Although I completely recognise and support the need to improve education around consent, I also caution that we should not lose sight of the bigger picture, and that we should ensure that our young people know that they should be aiming for far more than just lack of resistance in their relationships with others.

In a similar vein, during yesterday’s statement on preventing sexual offending involving children and young people, I was pleased that the Cabinet Secretary for Justice agreed with me that the education that is received by children on the issue must focus not only on what is lawful and what is unlawful, but on what is healthy, safe and respectful. That is important because the review of personal and social education overlaps many other key strategies and actions that are currently under way, including anti-bullying work, the equally safe programme, the national action plan on internet safety for children and young people and—most recently—the newly announced expert group on preventing sexual offending involving children and young people.

In all those areas, it is crucial that we distinguish between basic minimum standards of what is legal or acceptable behaviour and behaviour and relationships that are unambiguously positive, healthy, respectful and safe, which we should promote as the ultimate goal for our younger people.

As well as consent, inclusivity is another key issue that was identified by the committee when it comes to sex and relationships education. Our young people must have the right to see themselves and their families being respectfully and honestly reflected in what they are taught in school.

That valuing of diversity applies to LGBTI-inclusive education—I reiterate my support for the TIE campaign—but it is also about recognising and respecting that families come in all sorts of different shapes and sizes, including lone-parent families, families with divorced parents or married parents, step-families and blended families.

Lastly, although the committee’s report focused on PSE in the school context, it is important to acknowledge that we cannot give the full responsibility for it to schools and teachers: it is up to all of us to instil values of tolerance and respect in our children and young people.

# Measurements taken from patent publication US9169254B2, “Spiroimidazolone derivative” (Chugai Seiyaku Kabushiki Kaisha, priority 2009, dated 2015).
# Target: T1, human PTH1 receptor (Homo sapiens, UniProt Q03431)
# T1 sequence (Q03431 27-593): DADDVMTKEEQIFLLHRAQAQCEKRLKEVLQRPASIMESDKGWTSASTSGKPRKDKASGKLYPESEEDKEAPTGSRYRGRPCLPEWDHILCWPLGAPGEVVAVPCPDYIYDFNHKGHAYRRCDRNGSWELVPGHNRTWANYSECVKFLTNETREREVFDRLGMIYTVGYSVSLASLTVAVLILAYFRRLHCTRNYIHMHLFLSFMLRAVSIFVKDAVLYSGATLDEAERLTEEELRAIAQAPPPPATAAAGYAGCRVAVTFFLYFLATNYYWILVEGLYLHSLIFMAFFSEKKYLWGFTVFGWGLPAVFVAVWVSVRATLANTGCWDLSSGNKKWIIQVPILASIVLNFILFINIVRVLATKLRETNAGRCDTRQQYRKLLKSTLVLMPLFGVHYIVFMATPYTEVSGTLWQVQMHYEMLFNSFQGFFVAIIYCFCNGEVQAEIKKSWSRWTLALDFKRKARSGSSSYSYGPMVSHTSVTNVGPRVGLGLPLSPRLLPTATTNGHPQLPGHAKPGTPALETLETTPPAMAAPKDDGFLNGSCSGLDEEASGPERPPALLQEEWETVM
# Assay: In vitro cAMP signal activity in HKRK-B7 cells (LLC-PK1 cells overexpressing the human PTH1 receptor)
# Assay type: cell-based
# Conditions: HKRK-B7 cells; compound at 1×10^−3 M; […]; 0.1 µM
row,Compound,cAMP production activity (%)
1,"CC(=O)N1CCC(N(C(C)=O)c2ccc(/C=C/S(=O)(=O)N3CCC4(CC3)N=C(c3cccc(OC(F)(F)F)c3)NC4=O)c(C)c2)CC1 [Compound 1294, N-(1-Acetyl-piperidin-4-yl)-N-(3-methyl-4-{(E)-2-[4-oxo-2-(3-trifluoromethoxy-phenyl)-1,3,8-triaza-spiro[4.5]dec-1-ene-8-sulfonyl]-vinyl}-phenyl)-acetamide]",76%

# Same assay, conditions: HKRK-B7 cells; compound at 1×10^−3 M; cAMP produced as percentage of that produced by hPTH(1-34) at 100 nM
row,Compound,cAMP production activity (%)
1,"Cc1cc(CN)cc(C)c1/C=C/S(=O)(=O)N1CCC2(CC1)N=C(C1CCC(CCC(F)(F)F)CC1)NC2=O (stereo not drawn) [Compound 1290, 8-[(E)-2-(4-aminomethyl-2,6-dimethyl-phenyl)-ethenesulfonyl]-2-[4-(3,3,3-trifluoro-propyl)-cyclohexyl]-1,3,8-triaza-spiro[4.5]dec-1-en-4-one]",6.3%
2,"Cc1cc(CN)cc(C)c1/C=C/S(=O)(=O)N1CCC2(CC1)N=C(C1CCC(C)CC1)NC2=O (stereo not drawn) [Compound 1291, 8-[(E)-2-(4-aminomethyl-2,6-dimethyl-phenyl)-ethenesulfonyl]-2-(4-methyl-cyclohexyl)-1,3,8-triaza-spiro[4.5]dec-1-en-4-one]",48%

The provision of good-quality and fit-for-purpose PSE is one part of the task, but it is also about what children and young people learn at home and in their communities, and about what is happening in families and in wider society.

It has been heartening to hear a pretty agreeable debate this afternoon, with lots of contributions from members who clearly care deeply about how our young people learn. I look forward to working with everyone to make quality PSE and anti-bullying work a success.


Tom Mason (North East Scotland) (Con)

It is something of a poor reflection on our society that the topic needs to be discussed in the first place. However, we have a duty to acknowledge where we can do better, and to work constructively to deliver for the people who are affected. The necessity of ending prejudicial bullying and harassment in Scotland’s schools is something on which everyone in Parliament undoubtedly agrees. Our views differ on many things, but this is certainly not one of them. I appreciate the constructive manner in which the issue has been approached by colleagues from across the political parties, but we have a lot of work still to do.

For example, the campaign Scotland against criminalising communities noted earlier this year that 55 per cent of Muslim children experience verbal Islamophobia in school, and the TIE campaign has reported that 91 per cent of LGBT youth have experienced homophobia and related prejudice-based bullying. That also causes huge teaching problems, because more than 15,000 absences take place due to bullying.

As members are no doubt aware, there are numerous reports with statistics to cite: many are being put out today. One statistic in particular shocked me. The study from TIE found that 27 per cent of LGBT youth had attempted suicide at least once as a result of prejudicial bullying. That is a huge number of young people who felt compelled to try to take their own lives due to the actions of others. That simply cannot be allowed to happen in a civilised society, so we must discuss solutions.

The Education and Skills Committee report identified weaknesses in the delivery of personal and social education. I cannot stress enough how important I believe that education to be. When it is done well, PSE educates children and young people about healthy relationships, diversity and equality. Unfortunately, as the committee has found, only 9 per cent of teachers felt the Scottish Government PSE guidance to be sufficient—which comes before I mention the fact that 34 per cent had not even read it.

We need an approach to PSE that is consistent across the country and that deals adequately with subjects including minority issues, diversity and mental health, and it needs to focus on combating the attitudes that allow prejudice and hatred to prosper.

Another key consideration is the ability of teachers to deliver such content. The highly specialised nature of secondary education means that teachers often do not have the relevant training to deal with those complex issues. Therefore I impress on the cabinet secretary the need not just to improve what we teach as part of PSE and how we deliver it, but to ensure that the guidance that is given is salient for teachers across the country.